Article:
Did you know a pregnant person's blood contains traces of their baby's DNA? A blood sample from the parent-to-be can be used to screen for abnormalities in the feotus' DNA – This is called Non-Invasive Prenatal Testing (NIPT).
NIPT is a screening test, not a diagnostic tool. The results can indicate an increased risk that your baby will have an abnormality, but you always need to confirm through further diagnostic testing.
A standard NIPT will test for:
- Down syndrome (trisomy 21)
- Edwards syndrome (trisomy 18)
- Patau syndrome (trisomy 13)
- Turner syndrome
Your provider may offer additional testing options such as testing for foetal sex or an abnormal number of X or Y chromosomes.
How does NIPT work?
A pregnant person's blood contains their baby's DNA. A sample of maternal plasma (in mum's blood) can indicate the abundance of DNA from each chromosome in the feotus, which a doctor can analyse for abnormalities.
If you do have an NIPT, it will usually be as simple as having some blood taken. An NIPT may be offered to you around the same time as your 12-week ultrasound. Your ultrasound results, blood results and age can be bundled together in a "combined screening" that can indicate abnormalities.
An NIPT can be administered in the first trimester from 10 weeks onwards. Women of any age and any risk factor group can receive this non-invasive test.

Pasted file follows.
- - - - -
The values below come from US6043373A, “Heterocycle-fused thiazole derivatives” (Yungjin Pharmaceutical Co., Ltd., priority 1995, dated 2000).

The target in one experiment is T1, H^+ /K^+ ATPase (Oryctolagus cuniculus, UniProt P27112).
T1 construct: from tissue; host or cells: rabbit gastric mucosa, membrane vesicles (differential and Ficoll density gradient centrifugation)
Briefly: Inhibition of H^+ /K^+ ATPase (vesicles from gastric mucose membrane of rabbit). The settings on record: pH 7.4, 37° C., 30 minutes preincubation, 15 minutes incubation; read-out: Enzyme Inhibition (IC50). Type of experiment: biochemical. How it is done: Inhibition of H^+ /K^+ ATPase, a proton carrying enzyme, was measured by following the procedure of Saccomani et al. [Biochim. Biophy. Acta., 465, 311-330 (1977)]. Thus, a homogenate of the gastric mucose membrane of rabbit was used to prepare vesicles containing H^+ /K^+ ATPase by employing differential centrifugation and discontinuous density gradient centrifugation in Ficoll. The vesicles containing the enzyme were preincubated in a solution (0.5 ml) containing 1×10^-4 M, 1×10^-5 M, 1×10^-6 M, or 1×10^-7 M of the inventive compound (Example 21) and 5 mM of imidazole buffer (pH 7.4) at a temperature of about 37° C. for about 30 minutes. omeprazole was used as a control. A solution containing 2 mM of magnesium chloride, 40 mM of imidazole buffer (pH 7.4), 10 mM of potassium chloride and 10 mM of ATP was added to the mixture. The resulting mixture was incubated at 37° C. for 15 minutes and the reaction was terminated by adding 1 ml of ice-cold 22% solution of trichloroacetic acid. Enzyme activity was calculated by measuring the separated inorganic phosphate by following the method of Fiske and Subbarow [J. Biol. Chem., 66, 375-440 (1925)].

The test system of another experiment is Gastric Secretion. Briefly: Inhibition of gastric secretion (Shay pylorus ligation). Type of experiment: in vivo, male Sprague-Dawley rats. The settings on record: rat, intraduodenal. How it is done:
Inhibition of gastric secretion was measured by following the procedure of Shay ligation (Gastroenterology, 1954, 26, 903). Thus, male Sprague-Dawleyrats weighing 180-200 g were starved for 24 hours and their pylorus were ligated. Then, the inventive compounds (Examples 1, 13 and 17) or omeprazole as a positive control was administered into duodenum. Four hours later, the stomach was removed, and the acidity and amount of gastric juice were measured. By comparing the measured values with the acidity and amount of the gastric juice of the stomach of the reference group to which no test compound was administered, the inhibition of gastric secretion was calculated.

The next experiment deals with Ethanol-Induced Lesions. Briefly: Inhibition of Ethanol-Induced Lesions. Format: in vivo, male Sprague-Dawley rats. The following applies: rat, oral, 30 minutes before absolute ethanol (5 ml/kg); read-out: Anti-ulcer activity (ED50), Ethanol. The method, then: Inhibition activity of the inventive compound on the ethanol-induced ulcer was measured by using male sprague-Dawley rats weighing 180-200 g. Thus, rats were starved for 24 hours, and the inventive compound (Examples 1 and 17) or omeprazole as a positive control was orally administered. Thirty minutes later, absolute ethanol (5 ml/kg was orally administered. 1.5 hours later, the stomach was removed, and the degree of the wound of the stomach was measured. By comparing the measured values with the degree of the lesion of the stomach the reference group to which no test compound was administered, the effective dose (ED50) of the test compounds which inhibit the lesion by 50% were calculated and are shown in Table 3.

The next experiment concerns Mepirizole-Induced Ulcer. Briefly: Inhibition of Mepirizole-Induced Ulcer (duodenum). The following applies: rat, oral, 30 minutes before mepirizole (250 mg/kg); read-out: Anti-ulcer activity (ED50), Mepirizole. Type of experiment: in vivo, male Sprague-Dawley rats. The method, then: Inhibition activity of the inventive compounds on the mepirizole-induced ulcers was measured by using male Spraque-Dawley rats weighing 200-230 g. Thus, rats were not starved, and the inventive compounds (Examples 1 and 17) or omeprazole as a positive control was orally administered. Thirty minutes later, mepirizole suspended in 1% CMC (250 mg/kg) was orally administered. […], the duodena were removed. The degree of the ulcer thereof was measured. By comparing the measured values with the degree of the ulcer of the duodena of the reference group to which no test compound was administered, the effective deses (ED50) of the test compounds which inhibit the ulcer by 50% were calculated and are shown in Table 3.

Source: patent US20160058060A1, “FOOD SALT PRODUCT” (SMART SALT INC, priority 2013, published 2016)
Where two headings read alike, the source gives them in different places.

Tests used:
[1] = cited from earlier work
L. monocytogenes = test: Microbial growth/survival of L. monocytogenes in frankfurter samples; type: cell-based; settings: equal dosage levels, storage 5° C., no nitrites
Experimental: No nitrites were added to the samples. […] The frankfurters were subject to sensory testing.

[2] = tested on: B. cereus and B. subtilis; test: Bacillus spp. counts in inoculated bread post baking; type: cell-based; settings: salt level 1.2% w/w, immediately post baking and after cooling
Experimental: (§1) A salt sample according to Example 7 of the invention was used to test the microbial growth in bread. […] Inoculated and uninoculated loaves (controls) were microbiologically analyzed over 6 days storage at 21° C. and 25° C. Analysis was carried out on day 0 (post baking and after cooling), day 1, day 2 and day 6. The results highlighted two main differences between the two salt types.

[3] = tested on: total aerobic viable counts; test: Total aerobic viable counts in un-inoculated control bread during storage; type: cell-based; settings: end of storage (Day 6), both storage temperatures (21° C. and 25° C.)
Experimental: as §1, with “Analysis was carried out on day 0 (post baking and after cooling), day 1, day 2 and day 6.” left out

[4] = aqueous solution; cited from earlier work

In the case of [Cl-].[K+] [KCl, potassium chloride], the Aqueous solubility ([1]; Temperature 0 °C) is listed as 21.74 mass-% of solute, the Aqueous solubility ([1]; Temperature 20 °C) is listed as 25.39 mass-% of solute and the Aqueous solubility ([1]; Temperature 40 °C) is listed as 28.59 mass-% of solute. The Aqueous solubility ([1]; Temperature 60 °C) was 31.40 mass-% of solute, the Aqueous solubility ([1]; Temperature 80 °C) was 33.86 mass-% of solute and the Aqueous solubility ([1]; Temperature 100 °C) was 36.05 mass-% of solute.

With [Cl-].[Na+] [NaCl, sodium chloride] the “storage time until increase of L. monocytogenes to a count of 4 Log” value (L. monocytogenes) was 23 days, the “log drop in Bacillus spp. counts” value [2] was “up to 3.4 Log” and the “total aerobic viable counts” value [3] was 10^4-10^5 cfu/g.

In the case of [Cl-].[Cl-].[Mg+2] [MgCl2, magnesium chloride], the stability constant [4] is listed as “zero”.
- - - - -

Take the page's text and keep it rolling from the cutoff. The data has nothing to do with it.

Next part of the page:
Will I need an NIPT?
You may wish to have, or your doctor may recommend, an NIPT if:
- You did not receive a combined screening test.
- You are considering an invasive test with a higher risk factor such as amniocentesis, but you want to be sure you are at increased risk first.
- You have previously had a baby with a chromosomal condition or foetal abnormality.
- You are of advanced maternal age.
- You have a family history of chromosomal abnormality.
- Your initial combined screen indicates you're at high risk.
A genetic counsellor can help you decide if you need an NIPT, or help you understand the results of one. A genetic counsellor has qualifications in genetics and counselling and can help parents-to-be navigate the world of chromosomal abnormalities. Of course, you can always discuss this with your obstetrician or GP in the first instance.